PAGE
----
February 6, 2015 | OVI / DUI Checkpoint
They are a common sight on Columbus roads, especially during the summer months: OVI checkpoints. Even sober drivers cannot help but feel nervous at the sight of the warning cones and lighted signs that warn motorists of the approaching checkpoint. Sobriety checkpoints are a common method through which police attempt to find drunk drivers and other individuals committing illegal activities. Most motorists are intimidated and scared at sobriety checkpoints, allowing the officers to do what they will and answering all of the officer’s questions. The fact that a motorist was arrested for DUI-OVI at a sobriety checkpoint can even lead some of these motorists to plead guilty to their DUI-OVI charge, believing that they have no defense. Before you give up hope, however, keep these tips in mind:
Sobriety checkpoints must comply with certain legal requirements.
The roadside is not the time or place to argue about the legality of the roadblock. However, take note of as many of the details of the checkpoint as possible: were there any warning signs in front of the checkpoint? What did they look like? How many officers were present? How were cars stopped (was every car stopped? Every other car? Were cars stopped without any apparent pattern)? Even the most minute of details can be important in determining whether the checkpoint was constitutional or not.
You do not need to answer the officer’s questions.
While the officers do have a legal right to ask for your license and insurance, you do not need to answer the officer if he or she asks what you have had to drink that night or other similar questions. You do not have to give the officer permission to search your car, and officers may not search your car without probable cause. However, know that any answers you do give (such as “I had 3 drinks tonight”) can be used to support the officer’s decision to administer further tests to you.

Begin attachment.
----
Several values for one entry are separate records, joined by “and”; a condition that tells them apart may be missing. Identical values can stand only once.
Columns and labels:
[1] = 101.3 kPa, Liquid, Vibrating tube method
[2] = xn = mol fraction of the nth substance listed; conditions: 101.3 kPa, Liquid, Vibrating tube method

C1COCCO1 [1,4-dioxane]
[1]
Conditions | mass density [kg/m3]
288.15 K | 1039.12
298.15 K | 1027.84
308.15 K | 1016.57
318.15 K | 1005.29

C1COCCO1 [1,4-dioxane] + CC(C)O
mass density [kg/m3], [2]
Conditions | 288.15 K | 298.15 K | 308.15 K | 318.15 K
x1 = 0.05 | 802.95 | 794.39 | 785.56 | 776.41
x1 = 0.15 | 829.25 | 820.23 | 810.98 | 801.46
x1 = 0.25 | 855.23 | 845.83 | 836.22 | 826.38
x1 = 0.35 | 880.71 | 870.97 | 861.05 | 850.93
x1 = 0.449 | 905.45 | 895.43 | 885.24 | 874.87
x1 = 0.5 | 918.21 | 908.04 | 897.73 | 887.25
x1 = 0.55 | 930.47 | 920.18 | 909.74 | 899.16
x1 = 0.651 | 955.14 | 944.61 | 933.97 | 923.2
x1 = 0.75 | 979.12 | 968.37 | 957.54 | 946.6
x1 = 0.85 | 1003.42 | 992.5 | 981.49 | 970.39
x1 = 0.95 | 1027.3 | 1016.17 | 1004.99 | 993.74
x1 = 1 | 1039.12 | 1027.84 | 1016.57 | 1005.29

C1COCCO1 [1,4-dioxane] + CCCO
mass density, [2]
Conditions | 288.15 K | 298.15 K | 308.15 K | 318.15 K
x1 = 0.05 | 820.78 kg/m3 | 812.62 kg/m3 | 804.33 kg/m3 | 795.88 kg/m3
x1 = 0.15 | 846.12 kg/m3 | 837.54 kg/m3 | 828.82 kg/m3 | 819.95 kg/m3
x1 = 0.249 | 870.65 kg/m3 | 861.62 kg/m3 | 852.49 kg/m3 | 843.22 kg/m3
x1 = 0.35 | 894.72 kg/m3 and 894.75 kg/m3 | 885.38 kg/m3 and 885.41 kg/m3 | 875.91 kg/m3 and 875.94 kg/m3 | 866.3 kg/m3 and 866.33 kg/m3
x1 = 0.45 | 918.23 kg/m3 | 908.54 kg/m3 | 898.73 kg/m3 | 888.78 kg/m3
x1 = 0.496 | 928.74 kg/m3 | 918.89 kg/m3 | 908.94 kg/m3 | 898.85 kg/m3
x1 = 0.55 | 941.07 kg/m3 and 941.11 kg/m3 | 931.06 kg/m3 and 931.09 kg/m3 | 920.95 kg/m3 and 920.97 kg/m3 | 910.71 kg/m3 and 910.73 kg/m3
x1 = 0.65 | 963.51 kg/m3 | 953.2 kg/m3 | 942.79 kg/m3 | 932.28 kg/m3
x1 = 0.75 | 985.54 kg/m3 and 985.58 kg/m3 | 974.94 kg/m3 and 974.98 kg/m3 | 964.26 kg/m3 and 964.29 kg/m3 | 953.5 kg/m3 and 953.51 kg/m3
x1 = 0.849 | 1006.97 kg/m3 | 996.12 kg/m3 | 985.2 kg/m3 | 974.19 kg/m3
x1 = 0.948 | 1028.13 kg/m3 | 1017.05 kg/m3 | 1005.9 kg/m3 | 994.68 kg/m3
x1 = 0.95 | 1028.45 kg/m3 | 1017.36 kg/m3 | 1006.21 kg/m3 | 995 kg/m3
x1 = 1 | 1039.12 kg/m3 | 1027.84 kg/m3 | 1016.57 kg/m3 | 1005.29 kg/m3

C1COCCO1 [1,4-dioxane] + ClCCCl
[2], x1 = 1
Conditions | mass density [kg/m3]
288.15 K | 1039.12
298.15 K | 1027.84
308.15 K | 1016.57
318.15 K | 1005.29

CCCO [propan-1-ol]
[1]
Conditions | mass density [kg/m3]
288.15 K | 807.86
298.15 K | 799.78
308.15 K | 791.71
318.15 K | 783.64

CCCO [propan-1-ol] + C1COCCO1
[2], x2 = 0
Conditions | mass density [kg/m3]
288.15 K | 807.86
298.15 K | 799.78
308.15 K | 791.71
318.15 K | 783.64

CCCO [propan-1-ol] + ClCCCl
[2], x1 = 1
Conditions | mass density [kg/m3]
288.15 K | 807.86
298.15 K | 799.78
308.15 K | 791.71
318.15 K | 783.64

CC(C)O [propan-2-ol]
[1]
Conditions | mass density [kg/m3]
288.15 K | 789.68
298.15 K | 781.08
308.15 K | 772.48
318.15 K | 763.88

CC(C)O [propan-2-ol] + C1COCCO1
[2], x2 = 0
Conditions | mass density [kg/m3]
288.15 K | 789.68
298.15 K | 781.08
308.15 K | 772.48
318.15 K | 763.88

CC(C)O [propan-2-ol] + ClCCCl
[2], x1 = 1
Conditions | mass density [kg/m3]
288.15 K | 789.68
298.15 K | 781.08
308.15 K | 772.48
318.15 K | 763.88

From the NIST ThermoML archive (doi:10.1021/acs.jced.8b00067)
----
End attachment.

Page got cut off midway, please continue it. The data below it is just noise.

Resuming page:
Be careful in avoiding the checkpoint.
Sometimes there are opportunities to avoid the checkpoint by turning off onto a side street. Be careful if you decide to do this. Oftentimes there is a police cruiser positioned near the entrance of the checkpoint to watch for individuals violating the law as they avoid the checkpoints. If you do not use a turn signal while turning onto a side street, for example, the police may pull you over for this traffic violation. If the police smell alcohol on your person when they stop you, they may be able to conduct a traffic stop anyway.
Do not plead to a DUI or OVI offense without first speaking with a Columbus DUI-OVI defense attorney.
The team at Suhre & Associates, LLC is experienced in defending drivers charged with DUI or OVI offenses. Speak to us before entering any plea to a DUI or OVI charge resulting from a sobriety checkpoint. If it is found that the checkpoint was not properly conducted or that the police violated your rights, often a “not guilty” verdict can be secured. Contact us today at (614) 827-2000.